Peter Dutton also warned about the true nature of authoritarian regimes. “This is not a time for appeasement. Whenever we witnessed authoritarian coercion and aggression, it is vital that nations large and small link together to unequivocally condemn such behaviour. Australia and India have collaborated with Japan and the United States, as part of the QUAD, which is an emphatic statement of our desire for peace in the region. I truly hope that India recognizes the sheer magnitude of its own influence to do good. India is one of the greatest accomplishments of growth and advancement of any nation in modern history and has emerged as the world’s largest democracy and one of the fastest growing major economies. The strength of Australia and India’s democracy also lies in strengthening our economic relationship. We signed the historic economic cooperation and trade agreement which is creating new ventures between our industries and businesses. The agreement of course, means that by the beginning of 2026, 100% of imports from India into Australia will be tariff free. Another area where there is enormous potential for future mutual economic benefit is in energy security. India is, of course, a nuclear power nation with some 22 reactors in operation. Australia at this point in time, it’s not a nuclear power nation. If we don’t lift our moratorium to accommodate these new nuclear technologies, Australia risks becoming a nuclear power pariah. Nuclear power is the only feasible and proven technology which can firm up renewables at the scale that is needed. We are exceptionally well positioned to unleash uranium export potential and support India’s growing demand. The number of Australians with Indian ancestry today numbers more than 780,000. More than 100,000 visas were granted to Indians to study in Australia. The migration and mobility partnership agreement will facilitate a greater two-way flow of students or graduates of academics and business people. It will open new pipelines of friendship, opportunity and enterprise which multiply the connections between our two nations.”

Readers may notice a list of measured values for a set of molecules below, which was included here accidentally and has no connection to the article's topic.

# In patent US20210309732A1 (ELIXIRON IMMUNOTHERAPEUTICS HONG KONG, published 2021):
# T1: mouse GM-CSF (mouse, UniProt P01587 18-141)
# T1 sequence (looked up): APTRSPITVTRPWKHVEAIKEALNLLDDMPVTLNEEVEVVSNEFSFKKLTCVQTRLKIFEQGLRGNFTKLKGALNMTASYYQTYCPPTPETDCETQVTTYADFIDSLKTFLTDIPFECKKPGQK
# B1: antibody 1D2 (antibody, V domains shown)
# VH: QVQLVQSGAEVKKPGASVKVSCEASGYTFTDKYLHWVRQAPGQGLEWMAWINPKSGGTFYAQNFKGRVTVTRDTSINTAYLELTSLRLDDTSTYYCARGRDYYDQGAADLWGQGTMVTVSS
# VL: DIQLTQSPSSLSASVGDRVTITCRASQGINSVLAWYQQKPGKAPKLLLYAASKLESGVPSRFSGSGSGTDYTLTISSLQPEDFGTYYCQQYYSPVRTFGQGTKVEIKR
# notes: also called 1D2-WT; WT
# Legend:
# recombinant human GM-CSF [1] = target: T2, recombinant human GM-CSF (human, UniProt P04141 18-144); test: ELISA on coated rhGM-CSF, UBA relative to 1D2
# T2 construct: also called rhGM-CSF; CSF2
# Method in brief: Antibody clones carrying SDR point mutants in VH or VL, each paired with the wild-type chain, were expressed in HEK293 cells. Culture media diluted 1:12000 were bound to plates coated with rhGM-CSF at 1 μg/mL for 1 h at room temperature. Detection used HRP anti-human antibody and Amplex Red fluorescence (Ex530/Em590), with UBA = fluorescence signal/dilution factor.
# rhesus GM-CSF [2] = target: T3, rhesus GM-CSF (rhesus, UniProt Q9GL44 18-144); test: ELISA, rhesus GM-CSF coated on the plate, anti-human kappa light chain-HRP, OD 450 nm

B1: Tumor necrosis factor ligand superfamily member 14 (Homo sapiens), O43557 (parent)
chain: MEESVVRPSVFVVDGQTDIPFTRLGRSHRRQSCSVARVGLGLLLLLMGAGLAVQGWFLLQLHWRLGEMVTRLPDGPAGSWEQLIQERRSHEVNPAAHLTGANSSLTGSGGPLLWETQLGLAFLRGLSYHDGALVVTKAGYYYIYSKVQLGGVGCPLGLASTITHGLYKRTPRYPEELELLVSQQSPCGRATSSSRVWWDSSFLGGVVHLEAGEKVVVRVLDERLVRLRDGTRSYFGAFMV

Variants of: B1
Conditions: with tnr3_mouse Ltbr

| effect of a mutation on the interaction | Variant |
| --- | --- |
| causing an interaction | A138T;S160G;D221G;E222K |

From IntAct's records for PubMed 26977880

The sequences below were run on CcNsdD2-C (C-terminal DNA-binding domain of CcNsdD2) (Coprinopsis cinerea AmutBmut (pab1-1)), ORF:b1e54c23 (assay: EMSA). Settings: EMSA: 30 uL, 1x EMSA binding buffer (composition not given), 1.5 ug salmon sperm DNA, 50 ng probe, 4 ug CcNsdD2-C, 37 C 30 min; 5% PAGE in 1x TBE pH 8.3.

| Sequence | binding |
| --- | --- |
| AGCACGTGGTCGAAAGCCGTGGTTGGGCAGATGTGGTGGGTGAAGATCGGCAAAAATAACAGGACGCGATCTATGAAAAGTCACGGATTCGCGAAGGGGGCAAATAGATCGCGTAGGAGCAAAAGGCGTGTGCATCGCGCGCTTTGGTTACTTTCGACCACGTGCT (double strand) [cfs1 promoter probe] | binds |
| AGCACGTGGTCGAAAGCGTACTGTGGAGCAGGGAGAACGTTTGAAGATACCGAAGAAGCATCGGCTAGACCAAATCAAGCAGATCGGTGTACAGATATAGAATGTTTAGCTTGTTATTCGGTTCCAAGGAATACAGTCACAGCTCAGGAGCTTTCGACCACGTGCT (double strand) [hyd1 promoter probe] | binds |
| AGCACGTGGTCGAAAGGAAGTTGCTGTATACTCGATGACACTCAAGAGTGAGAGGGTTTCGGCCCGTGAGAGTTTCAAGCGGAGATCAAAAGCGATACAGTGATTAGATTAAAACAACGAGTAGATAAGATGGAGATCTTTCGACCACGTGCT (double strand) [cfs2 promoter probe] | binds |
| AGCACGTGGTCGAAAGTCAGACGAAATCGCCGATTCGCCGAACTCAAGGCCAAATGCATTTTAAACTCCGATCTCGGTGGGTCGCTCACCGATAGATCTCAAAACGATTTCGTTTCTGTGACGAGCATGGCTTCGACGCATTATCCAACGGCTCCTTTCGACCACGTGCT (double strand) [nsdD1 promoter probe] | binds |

Peter Dutton also paid homage to Late O.P. Jindal, in whose memory the university was established as a philanthropic initiative by his son and benefactor of JGU, Naveen Jindal.

Welcoming Peter Dutton, the Founding Vice Chancellor of O.P. Jindal Global University said, “Australia and India share numerous values as vibrant democracies based on diversity, inclusivity and pluralism. International higher education plays a key role in strengthening relationships. As a global university, we strongly believe that international education is critical and boundaries on knowledge need to be broken. At JGU we have invested in a strong relationship with Australia. We collaborate with 25 out of 43 Australian universities with whom we have signed partnerships. Nearly 34 of our faculty members have Australian degrees. We also have joint conferences and over 400 Australian students have been on our campus and this number will double by early next year. The Jindal Global School is the only law school from India which has been recognized by the Law Council of Australia. These are just a small example of the deep and pervasive relationship that we have with Australia, not only confined to the universities but also even beyond.”

The delegation also included Dr. Jagvinder Singh Virk Chairman, India Australia Strategic Alliance who underlined the importance and value of Australian educational qualifications and how Indian students have benefited from their experience in various institutions. Professor (Dr.) Mohan Kumar Dean, Strategic & International Initiatives, O.P. Jindal Global University reflected on the India-Australia strategic relationship and opined how it has grown from strength to strength in the last few decades in all spheres for collaboration and cooperation. The vote of thanks was given by Professor Dabiru Sridhar Patnaik Registrar, O.P. Jindal Global University who underlined the growing association between JGU and Australian higher education institutions.